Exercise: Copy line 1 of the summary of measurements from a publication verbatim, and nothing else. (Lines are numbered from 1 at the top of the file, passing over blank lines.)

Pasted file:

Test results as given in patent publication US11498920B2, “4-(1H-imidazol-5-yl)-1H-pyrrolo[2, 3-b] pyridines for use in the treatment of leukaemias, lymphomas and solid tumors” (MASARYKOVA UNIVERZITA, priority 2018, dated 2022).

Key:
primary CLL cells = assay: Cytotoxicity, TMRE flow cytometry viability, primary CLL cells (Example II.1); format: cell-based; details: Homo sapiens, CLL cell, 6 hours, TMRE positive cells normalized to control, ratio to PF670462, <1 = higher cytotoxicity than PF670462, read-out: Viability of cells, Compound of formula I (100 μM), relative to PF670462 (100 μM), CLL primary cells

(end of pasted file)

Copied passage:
Test results as given in patent publication US11498920B2, “4-(1H-imidazol-5-yl)-1H-pyrrolo[2, 3-b] pyridines for use in the treatment of leukaemias, lymphomas and solid tumors” (MASARYKOVA UNIVERZITA, priority 2018, dated 2022).